Freshwater Fish Group Scholarship

Assessing the effectiveness of fishways in relation to species life-cycles, migration patterns and swimming capability provides valuable information for designing more effective fishways.

Moreover, assessing the impact of fishways on resident fish populations and communities in rivers and estuaries is crucial to determine their overall benefit in terms of improving river connectivity and population viabilities. Undertake a PhD examining the movement of fishes at the estuarine / freshwater interface.

This project aims to:

  • use a range of contemporary fish tracking techniques, including acoustic and passive integrated transponder tags to determine the spatial and temporal movement of a range of species through the fishway and the adjacent freshwater and estuarine habitats.
  • determine the swimming performance and aerobic scope of key species in the laboratory using a state of the art automated swim tunnel and respirometer.
  • relate these movement patterns with environmental factors in and outside of the fishway to determine the influence of extrinsic and intrinsic factors on fish movements.
  • compare the fish communities and populations downstream and upstream of the fishway pre and post- construction to assess its effectiveness in increasing habitat availability and population connectivity.
  • develop management recommendations to refine the existing fishway and criteria for future design of fishways in estuarine environments.

The project is based at the Centre for Fish and Fisheries Research and is externally funded by the Department of Parks and Wildlife. The successful candidate will be eligible to apply for additional stipend top-ups.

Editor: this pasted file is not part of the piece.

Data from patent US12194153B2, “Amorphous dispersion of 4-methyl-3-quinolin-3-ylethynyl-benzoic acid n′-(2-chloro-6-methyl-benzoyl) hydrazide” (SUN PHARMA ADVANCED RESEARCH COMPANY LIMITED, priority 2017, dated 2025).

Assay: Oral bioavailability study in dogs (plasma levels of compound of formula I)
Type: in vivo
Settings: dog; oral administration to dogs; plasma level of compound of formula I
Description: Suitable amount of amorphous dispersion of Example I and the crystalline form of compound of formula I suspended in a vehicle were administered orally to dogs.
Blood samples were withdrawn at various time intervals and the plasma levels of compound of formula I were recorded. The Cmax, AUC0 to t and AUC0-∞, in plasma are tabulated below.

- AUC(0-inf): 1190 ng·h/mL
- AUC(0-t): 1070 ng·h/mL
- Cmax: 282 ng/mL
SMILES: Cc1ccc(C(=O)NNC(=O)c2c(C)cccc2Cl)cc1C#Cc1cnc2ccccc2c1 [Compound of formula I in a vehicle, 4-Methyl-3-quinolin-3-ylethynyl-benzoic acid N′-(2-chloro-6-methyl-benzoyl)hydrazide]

Funding bodyDepartment of Parks and Wildlife
ValueTax exempt living allowance of $A26,682 per annum with potential top-up to $30,000
RequirementsThis project will suit a candidate seeking to conduct a project that involves a mix of contemporary ecological and laboratory based research that is highly applicable to the restoration and management of aquatic ecosystems. It will involve a combination of fish community ecology, population biology, telemetry (including surgery techniques), and physiology.
Applyby 30 June 2018
To apply1. Complete the application form for domestic or international
2. Fill in the referee report for domestic or international
3. Email completed application to the Graduate Research Office
ContactPlease direct all questions about this scholarship to Dr Stephen Beatty 
More informationCentre for Fish and Fisheries Research 
Freshwater Fish Group
Fish Health Unit